VR and AR Add New Dimensions to Building Projects
By Jay Fitzgerald | Special to Banker & Tradesman | Feb 24, 2019
Here’s the new reality in the building design and construction industries: virtual reality and augmented reality technologies are just around the corner.
Companies like DPS Group, a global project management and engineering company with regional headquarters Framingham, and Boston construction giant Suffolk are among the companies testing and, in some cases, deploying the new technologies. They allow designers and builders to take closer, 3D looks at architectural plans and even, via holograms, detailed examinations of components of buildings, such as electric and sprinkler systems behind walls and ceilings.
DPS is poised to use the technologies at a planned building project in Waltham. Suffolk has started using virtual reality technology at building projects for Boston’s Children Hospital and for Millennium Partners’ Winthrop Center tower.
“It’s coming,” Eric Ross, the virtual design and construction manager for DPS’s U.S. operations, said of the eventual full deployment of VR and AR. “We’re two to three years away from most construction companies adopting the technologies.”
VR and AR share some common technological characteristics, such as using specialized headsets to view things in 3D, but they function differently for different purposes.
For VR, think of immersive online games such as Halo, League of Legends or World of Warcraft. VR construction programs enable project team members to “walk” in, around and through 3D models of new buildings, even at the same time – going up planned stairways, strolling down hallways or inspecting individual rooms, taking notes and suggesting changes along the way.
As for AR, think of Princess Leia’s hologram message to Obi-Wan Kenobi in “Star Wars.” In the construction world, it’s more likely to take the form of a 3D model of a sprinkler-system component hanging from a ceiling, allowing users to “pull out” and zoom in on an item for closer inspection.
Both use sophisticated but different headsets to view 3D images. In the case of VR, users can also enter what’s nicknamed a “cave,” or an entire virtual environment room. Among the technology players currently in the VR and AR fields are Microsoft, HTC, Vale Corp. and Magic Leap.
“There’s a lot of potential applications out there,” said Kelsey Gauger, director of Suffolk’s new Smart Lab in Boston, where VR and AR have undergone extensive tests for their practical uses in the field to determine whether they’re worth the investment.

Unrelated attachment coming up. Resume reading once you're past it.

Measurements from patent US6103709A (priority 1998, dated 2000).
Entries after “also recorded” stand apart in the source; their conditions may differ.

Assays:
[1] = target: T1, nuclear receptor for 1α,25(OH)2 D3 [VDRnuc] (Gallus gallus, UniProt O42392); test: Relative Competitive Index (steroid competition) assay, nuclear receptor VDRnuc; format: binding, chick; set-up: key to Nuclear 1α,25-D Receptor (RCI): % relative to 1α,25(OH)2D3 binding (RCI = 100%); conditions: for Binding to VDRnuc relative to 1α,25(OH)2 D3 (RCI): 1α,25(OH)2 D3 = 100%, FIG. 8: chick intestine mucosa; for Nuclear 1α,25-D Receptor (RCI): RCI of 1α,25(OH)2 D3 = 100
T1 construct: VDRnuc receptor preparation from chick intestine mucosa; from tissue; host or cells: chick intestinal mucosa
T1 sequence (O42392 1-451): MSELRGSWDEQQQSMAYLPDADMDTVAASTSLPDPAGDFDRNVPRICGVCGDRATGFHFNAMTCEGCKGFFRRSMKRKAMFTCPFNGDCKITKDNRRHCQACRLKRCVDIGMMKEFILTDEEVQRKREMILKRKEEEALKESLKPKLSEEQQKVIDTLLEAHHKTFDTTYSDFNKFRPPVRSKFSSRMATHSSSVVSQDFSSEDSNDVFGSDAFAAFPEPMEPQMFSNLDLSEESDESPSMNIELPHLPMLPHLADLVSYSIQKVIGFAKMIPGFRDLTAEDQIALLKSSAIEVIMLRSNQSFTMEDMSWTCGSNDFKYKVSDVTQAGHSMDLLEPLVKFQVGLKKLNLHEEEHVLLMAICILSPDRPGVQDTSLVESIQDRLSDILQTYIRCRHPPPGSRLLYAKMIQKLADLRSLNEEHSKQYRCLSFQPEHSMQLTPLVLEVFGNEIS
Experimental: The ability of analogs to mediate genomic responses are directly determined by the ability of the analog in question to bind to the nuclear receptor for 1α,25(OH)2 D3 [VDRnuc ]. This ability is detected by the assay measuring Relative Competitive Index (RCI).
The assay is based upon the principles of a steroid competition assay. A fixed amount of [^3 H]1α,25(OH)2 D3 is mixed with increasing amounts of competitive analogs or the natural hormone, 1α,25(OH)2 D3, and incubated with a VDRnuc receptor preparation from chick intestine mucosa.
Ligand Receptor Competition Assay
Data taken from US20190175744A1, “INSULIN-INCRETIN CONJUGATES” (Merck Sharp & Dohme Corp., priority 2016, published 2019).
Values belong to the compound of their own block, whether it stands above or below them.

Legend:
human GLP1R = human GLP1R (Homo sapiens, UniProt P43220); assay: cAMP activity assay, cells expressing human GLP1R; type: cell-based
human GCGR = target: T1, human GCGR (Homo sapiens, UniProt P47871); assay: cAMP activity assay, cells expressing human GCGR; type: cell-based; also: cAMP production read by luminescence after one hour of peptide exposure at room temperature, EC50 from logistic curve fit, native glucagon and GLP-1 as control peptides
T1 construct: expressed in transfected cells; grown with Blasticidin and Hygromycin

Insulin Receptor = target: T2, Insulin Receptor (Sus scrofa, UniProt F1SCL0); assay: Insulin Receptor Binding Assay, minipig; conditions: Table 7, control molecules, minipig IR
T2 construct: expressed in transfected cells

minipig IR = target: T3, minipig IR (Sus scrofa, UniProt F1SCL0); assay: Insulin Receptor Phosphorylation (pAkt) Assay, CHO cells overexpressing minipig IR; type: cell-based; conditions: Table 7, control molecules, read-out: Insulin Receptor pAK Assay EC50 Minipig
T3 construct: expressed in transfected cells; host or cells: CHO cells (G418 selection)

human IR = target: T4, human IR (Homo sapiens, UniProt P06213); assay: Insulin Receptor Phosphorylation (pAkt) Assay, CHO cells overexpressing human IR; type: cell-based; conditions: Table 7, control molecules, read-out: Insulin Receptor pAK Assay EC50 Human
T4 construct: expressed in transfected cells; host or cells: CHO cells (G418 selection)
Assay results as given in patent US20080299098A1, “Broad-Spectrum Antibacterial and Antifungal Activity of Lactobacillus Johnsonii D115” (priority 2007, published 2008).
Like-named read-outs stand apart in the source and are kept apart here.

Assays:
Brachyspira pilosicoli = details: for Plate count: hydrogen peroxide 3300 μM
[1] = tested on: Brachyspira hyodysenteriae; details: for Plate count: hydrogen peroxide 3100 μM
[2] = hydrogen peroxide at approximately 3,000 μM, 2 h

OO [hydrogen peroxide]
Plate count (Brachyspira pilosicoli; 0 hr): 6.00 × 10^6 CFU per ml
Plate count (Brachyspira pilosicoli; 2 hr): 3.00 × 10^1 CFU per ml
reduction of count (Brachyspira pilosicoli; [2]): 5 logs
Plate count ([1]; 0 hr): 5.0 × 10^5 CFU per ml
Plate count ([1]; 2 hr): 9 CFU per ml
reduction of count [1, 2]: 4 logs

AR Benefits Remain Hard to Gauge
The bottom line is still the bottom line, said Gauger, and every new construction-industry technology, including VR and AR, has to meet certain cost-benefit standards, or they’re not adopted.
In the case of VR, Ross and Gauger agree that the analysis justifies the technology.
The practical benefit of VR is to let clients, designers, engineers and contractors see a future building in a new way. 3D models of buildings allow people to appreciate and examine building features, suggest design changes and avert costly last-minute changes.
And VR is surprisingly affordable – under $10,000, when hardware and software are included.
AR’s prices are slightly higher, yet still in the affordable $10,000 range. But its eventual benefits are harder to gauge – making it harder for some to justify the technology at this point.
DPS’s Ross is a believer in Augmented Reality, saying his firm has already used AR’s hologram technology to more closely examine specific components of building plans.
In one case, the firm used the hologram technology to analyze the dimensions of a sophisticated metal platform earmarked for a new tech building – and found it wouldn’t fit as originally designed. As a result, the company saved money by catching a potentially costly design mistake that would have become evident, without AR, only after workers had tried to install the platform.
As a construction company, Suffolk’s mission is obviously different from that of a design company and, so far, it can’t justify full deployment of AR in the field, said Chris Mayer, chief innovation officer at Suffolk.
The firm sees it one day being used for “quality control” and regular building maintenance purposes, in addition to other functions that are not quite evident yet, he said.
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